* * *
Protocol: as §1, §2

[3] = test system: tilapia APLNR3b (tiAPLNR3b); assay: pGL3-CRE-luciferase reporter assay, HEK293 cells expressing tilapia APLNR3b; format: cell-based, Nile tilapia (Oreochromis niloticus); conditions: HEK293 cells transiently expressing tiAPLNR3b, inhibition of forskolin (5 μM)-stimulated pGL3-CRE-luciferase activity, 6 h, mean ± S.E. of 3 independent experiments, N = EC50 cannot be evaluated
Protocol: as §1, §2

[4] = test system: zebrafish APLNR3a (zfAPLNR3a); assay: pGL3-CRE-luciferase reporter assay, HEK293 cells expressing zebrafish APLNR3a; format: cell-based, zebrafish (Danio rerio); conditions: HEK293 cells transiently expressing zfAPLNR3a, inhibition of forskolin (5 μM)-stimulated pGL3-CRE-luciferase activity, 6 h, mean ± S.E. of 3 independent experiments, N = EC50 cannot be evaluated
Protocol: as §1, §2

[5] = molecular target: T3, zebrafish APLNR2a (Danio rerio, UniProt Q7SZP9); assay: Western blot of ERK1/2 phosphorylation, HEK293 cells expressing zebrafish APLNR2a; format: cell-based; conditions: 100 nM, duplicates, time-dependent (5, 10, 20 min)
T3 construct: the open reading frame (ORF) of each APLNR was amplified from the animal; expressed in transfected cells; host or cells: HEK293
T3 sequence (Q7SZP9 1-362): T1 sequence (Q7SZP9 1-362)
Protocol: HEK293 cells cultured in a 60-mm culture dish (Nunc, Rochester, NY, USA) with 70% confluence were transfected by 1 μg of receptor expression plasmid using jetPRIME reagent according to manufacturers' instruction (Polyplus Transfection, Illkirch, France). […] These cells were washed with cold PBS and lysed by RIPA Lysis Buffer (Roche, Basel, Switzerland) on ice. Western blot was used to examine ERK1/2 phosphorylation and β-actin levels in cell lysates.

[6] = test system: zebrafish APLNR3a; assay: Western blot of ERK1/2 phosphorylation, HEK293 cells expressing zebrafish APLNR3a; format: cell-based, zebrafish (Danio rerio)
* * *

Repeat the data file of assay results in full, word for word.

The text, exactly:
Protocol: as §1, §2

[3] = test system: tilapia APLNR3b (tiAPLNR3b); assay: pGL3-CRE-luciferase reporter assay, HEK293 cells expressing tilapia APLNR3b; format: cell-based, Nile tilapia (Oreochromis niloticus); conditions: HEK293 cells transiently expressing tiAPLNR3b, inhibition of forskolin (5 μM)-stimulated pGL3-CRE-luciferase activity, 6 h, mean ± S.E. of 3 independent experiments, N = EC50 cannot be evaluated
Protocol: as §1, §2

[4] = test system: zebrafish APLNR3a (zfAPLNR3a); assay: pGL3-CRE-luciferase reporter assay, HEK293 cells expressing zebrafish APLNR3a; format: cell-based, zebrafish (Danio rerio); conditions: HEK293 cells transiently expressing zfAPLNR3a, inhibition of forskolin (5 μM)-stimulated pGL3-CRE-luciferase activity, 6 h, mean ± S.E. of 3 independent experiments, N = EC50 cannot be evaluated
Protocol: as §1, §2

[5] = molecular target: T3, zebrafish APLNR2a (Danio rerio, UniProt Q7SZP9); assay: Western blot of ERK1/2 phosphorylation, HEK293 cells expressing zebrafish APLNR2a; format: cell-based; conditions: 100 nM, duplicates, time-dependent (5, 10, 20 min)
T3 construct: the open reading frame (ORF) of each APLNR was amplified from the animal; expressed in transfected cells; host or cells: HEK293
T3 sequence (Q7SZP9 1-362): T1 sequence (Q7SZP9 1-362)
Protocol: HEK293 cells cultured in a 60-mm culture dish (Nunc, Rochester, NY, USA) with 70% confluence were transfected by 1 μg of receptor expression plasmid using jetPRIME reagent according to manufacturers' instruction (Polyplus Transfection, Illkirch, France). […] These cells were washed with cold PBS and lysed by RIPA Lysis Buffer (Roche, Basel, Switzerland) on ice. Western blot was used to examine ERK1/2 phosphorylation and β-actin levels in cell lysates.

[6] = test system: zebrafish APLNR3a; assay: Western blot of ERK1/2 phosphorylation, HEK293 cells expressing zebrafish APLNR3a; format: cell-based, zebrafish (Danio rerio)